"Pioneer Woman of Oregon." by Elizabeth M. Wilson.
Publication: Eagle, Mary Kavanaugh Oldham, ed. The Congress of Women: Held in the Woman's Building, World's Columbian Exposition, Chicago, U. S. A., 1893. Chicago, Ill: Monarch Book Company, 1894. pp. 203-204.
|MRS. ELIZABETH M. WILSON.|
Of the results of the work of the early mission settlers I have personally little evidence. Once while at White Salmon we all went up the mountain-side to where on a small plateau were a number of tepees, the occupants of which were going through the ceremonies of the Smohallo excitement or belief. I soon wearied of what to me was utterly meaningless, and went into a tepee where sat an old smoke-dried crone. She was glad to see me and seemed to have some burden on her heart that I must hear. After much repetition on her part, and bewilderment on mine, I gathered that in spite of her appearance she was not like them. I did not quite know at what she was aiming till I caught the name of "Jason Lee" repeated over and over again. Then she asked me to listen, and with her teeth tightly closed, she sent through them some vocal sounds, which at last I caught to be two or three measures of Greenville. I began to sing "Come ye sinners, poor and needy," she accompanying [Page 204] me with what sounded like singing on a comb. She enjoyed it and so did I. Her story I translate to be this: That at one time she had been in the Salem School or under the teaching of Jason Lee; that she had glimpses of a higher life than savagery had given her; that in the years following she had held on to the little she had, stoutly refusing to countenance by her presence the Smohallo incantations. The wigwam smoke and the wild life had well-nigh obliterated the little she knew; but to the name of Jason Lee she held on as to a watchword. Most truly she seems to be one feeling for God's hand in the darkness.
In thinking of the long past, why is it that the more prominent happenings seem all tinged with sadness? There were bright and beautiful days then, days of long sunshine. The few holidays that frontier life afforded were, by contrast, very keenly enjoyed. Yet if I am to tell of incidents of those early times one might think there was little but doing without things, in common times, varied by the days of sickness and death. "Not all the preaching since Adam can make of death other than death." Yet to the new settler it sometimes came in a manner that, with the inevitable homesickness, no matter how stout-hearted they were, gave an added pang to those who looked on. In September of 1851, I was riding on horseback through the then quite unsettled counties of Polk and Yamhill. Somewhere in the north part of Yamhill County we saw the cabin of a new settler. It might be miles to the next house, and uninviting as the prospect was, we thought it better to beg shelter for the night. My escort rode to the man, who was still with his plough, and I dismounted at the cabin. where two little children, perhaps two and four years of age, were looking at me through the rude fence, and said to them "Please tell your mother to come out." They did not speak but looked at me. I tried again in what might be the vernacular. "Go call mammy," but with no better results. I then went in, and, taking them by the hand, said: "Take me where mamma is." The little thing led me around the house to the other side of the inclosure, and stopped by a new-made grave!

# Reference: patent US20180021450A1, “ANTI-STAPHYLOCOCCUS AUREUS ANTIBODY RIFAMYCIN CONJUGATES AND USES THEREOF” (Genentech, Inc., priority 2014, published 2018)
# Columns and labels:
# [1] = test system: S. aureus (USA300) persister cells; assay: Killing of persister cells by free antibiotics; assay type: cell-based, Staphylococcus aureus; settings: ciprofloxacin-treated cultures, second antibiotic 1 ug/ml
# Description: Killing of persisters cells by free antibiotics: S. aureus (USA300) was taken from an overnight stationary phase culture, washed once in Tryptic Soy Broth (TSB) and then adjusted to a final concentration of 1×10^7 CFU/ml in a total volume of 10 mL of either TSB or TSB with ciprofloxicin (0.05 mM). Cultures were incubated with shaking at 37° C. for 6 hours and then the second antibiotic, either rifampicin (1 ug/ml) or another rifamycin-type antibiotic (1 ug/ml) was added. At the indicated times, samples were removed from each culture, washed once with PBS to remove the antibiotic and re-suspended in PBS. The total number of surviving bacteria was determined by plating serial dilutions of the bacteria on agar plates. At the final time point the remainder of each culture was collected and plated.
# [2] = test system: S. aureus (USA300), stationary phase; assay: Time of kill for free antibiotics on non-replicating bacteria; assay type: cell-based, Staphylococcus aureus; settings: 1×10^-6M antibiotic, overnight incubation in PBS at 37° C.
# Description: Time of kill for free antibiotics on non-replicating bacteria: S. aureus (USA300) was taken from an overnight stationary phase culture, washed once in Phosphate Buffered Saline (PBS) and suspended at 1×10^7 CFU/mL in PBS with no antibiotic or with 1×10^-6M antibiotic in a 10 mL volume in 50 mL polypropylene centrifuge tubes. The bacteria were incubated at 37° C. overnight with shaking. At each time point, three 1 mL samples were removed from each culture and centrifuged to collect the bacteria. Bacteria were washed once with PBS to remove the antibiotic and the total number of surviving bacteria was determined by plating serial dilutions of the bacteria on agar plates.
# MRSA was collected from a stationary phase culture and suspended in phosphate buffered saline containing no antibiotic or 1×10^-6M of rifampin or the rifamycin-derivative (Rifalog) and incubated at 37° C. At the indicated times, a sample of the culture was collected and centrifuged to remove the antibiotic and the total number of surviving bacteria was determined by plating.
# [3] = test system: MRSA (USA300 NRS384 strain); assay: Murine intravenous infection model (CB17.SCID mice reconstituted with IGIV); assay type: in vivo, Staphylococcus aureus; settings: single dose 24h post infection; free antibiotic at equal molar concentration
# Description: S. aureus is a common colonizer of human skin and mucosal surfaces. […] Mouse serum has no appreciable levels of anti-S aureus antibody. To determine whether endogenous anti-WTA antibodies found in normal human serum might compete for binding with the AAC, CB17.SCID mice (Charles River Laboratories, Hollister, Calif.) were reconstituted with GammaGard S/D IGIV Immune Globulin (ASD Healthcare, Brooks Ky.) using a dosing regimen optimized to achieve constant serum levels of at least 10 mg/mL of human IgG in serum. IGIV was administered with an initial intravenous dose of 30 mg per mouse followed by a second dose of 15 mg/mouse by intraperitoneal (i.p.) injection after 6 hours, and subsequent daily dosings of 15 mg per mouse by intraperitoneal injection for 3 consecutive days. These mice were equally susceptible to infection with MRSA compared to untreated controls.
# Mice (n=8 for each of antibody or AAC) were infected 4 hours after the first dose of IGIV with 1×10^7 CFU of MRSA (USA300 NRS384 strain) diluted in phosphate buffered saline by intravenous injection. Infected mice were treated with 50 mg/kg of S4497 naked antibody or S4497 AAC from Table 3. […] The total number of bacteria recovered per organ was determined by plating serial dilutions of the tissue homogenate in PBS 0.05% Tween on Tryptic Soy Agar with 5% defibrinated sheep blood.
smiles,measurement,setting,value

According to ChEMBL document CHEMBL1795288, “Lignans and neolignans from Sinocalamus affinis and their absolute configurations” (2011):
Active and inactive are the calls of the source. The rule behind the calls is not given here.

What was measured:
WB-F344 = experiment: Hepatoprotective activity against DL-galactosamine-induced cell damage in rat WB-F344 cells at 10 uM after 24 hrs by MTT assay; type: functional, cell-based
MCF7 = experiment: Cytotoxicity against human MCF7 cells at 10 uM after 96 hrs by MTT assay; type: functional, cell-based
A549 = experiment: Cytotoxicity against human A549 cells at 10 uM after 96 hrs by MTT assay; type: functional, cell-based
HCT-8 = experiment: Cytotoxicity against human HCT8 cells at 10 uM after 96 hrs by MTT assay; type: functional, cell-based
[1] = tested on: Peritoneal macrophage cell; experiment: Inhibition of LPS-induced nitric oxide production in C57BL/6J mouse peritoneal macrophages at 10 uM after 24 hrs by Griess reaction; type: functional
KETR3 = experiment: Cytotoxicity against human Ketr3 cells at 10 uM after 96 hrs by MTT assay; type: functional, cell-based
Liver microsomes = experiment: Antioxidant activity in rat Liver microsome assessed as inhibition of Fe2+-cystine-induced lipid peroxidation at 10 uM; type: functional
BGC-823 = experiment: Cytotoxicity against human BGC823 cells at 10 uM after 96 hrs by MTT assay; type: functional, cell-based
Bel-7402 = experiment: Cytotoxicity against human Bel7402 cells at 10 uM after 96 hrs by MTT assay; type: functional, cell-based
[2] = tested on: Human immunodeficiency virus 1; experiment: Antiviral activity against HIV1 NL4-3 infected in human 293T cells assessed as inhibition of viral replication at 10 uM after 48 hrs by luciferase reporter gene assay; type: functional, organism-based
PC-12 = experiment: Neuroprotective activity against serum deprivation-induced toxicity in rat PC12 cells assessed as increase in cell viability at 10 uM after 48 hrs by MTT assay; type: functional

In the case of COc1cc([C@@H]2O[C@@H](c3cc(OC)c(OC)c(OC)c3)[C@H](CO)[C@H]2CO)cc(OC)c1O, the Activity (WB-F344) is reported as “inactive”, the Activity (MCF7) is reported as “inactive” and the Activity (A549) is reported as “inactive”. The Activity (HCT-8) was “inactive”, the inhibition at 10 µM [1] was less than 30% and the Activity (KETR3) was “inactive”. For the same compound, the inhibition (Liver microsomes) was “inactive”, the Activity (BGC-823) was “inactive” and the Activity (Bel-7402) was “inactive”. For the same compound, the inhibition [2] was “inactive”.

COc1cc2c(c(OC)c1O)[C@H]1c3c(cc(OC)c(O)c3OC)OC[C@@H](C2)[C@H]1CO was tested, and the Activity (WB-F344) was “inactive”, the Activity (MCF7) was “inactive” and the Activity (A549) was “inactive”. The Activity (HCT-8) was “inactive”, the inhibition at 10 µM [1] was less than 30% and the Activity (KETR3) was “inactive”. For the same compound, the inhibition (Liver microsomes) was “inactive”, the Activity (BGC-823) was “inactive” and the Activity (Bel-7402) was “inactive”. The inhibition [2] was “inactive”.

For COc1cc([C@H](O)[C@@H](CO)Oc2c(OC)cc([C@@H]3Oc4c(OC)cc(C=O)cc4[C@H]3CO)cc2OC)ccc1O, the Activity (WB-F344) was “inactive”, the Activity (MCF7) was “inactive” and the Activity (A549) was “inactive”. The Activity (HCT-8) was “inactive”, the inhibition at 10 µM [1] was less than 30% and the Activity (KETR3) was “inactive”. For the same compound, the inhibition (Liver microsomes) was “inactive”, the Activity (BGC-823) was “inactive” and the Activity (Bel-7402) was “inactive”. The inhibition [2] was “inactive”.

In February, 1855, I was going on the steamer Canemah to Oregon City. A very young couple, married that morning, were accompanied by the bride's mother, a poor widow who had reached Oregon a year or so before, stripped by death and disaster of everything but her children. The oldest daughter, not much over sixteen, was now married to a youngster, and they were going to the Cascades, where he had work in a sawmill, and his wife was to cook for the mess. He was a promising looking fellow, and I fully believed the answer that he made to the again bereaved mother, when, with quivering lips, she said: "Be good to my girl." The bride had evidently felt that to be truly married she must be attired in what she supposed to be bridal array. All the cash possible had been spent in the thin Swiss dress with its bit laces and ribbons. Her appearance brought a hardly concealed smile to those who were in the cabin, but in that terrible winter rain-storm it was likely to bring worse to her. I began talking with her and when she said it was the first time she was ever on a steamboat, I could easily say, "Then you don't know what a place it is to take cold, with its hot fires and cold air rushing in when we are obliged to open the doors," and soon showed her where behind a porti&rgrave;e, the only retirement possible, she could change her thin, open-sleeved gown for something warmer, and at the same time in better accordance with the custom of travelers. I became very much interested in their hopes and plans, and it was with a sense of personal bereavement that, the following fall, I read the name of the young husband as being hanged by the Indians in his sawmill, having first witnessed the butchering of his wife.
From the Cascades' frozen gorges to where the Columbia plunges jubilant to the sea, by many a bright prairie and pleasant valley, they still live who shared in the early, if not the earliest, work of saving to our country the fair heritage of Oregon. Give them, from your older and richer civilization, a kind, sisterly thought as they sit waiting in the lengthening shadows.
Elizabeth M. Wilson is a native of South Argyle, N. Y. Her parents were Rev. Jas. P. and Amanda Miller. She married Joseph G. Wilson, judge of the Supreme Court of Oregon. She is a member of the Congregational Church. Her postoffice address is The Dalles, Oregon.
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